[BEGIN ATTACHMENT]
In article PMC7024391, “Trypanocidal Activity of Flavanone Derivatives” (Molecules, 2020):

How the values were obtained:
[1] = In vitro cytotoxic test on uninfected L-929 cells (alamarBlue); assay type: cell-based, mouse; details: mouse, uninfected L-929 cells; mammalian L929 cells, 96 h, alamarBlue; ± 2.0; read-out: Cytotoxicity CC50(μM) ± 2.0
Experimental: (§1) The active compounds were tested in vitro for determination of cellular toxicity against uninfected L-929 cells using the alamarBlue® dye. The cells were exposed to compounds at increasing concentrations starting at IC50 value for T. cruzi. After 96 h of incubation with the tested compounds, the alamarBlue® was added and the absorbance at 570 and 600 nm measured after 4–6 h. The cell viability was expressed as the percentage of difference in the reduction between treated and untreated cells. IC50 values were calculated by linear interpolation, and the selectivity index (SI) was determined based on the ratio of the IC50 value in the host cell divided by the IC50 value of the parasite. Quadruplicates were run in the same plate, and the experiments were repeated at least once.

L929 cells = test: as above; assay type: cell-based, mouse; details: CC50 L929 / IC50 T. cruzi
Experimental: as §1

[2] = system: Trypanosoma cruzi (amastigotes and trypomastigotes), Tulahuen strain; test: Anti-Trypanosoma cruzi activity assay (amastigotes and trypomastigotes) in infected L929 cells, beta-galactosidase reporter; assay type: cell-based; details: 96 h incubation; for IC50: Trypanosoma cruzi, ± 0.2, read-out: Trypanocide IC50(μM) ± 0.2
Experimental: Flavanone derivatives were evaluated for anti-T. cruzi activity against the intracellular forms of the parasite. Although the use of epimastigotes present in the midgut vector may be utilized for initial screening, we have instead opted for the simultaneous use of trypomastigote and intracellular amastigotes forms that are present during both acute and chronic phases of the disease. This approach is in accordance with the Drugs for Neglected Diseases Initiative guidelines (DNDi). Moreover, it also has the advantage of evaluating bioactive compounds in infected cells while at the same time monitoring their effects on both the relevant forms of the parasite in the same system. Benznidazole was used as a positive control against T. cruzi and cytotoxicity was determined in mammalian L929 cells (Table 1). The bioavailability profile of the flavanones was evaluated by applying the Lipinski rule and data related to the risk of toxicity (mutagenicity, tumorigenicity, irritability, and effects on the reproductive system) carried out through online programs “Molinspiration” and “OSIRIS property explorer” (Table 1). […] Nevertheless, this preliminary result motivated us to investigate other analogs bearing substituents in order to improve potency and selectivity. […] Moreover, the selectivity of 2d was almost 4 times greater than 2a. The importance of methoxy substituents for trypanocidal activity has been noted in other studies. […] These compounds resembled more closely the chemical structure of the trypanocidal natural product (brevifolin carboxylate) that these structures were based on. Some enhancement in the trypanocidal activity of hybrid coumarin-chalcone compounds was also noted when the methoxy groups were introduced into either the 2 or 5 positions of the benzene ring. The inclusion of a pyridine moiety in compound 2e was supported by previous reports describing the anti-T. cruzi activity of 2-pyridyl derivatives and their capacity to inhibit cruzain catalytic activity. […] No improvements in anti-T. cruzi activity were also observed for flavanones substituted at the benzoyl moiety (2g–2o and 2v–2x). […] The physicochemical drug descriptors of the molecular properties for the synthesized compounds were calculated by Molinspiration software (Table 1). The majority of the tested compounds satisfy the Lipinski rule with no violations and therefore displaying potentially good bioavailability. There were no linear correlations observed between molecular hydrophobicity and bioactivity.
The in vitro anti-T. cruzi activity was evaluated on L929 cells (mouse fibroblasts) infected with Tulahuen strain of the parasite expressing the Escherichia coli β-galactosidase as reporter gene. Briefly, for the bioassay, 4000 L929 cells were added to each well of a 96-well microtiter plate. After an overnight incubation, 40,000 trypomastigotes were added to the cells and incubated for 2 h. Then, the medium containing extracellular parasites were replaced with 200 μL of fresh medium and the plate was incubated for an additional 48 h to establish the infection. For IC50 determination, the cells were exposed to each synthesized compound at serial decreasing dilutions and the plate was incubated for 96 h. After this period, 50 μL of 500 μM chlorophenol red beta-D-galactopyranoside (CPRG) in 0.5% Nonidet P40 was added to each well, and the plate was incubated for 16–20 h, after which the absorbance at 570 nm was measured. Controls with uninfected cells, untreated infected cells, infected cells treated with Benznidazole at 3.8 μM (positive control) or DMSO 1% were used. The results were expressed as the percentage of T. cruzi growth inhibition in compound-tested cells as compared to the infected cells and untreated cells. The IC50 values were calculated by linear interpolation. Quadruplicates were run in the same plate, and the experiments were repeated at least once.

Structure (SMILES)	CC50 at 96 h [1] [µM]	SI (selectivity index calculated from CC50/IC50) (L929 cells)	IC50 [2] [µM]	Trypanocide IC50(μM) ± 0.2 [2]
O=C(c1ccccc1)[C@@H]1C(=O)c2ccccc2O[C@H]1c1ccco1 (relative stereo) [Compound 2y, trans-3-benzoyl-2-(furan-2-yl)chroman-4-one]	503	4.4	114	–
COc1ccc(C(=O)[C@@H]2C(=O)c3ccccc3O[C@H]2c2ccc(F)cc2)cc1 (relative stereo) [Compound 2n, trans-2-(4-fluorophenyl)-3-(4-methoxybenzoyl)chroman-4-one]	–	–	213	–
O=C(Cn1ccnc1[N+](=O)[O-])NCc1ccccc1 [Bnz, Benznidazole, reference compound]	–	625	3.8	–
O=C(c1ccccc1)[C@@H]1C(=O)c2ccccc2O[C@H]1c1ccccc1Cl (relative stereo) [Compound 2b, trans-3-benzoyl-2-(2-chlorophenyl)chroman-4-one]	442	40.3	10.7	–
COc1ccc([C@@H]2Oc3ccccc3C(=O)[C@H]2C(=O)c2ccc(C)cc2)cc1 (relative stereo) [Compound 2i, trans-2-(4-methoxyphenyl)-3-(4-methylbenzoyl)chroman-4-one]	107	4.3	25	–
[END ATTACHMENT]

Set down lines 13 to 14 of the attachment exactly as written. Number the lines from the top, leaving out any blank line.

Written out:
O=C(Cn1ccnc1[N+](=O)[O-])NCc1ccccc1 [Bnz, Benznidazole, reference compound]	–	625	3.8	–
O=C(c1ccccc1)[C@@H]1C(=O)c2ccccc2O[C@H]1c1ccccc1Cl (relative stereo) [Compound 2b, trans-3-benzoyl-2-(2-chlorophenyl)chroman-4-one]	442	40.3	10.7	–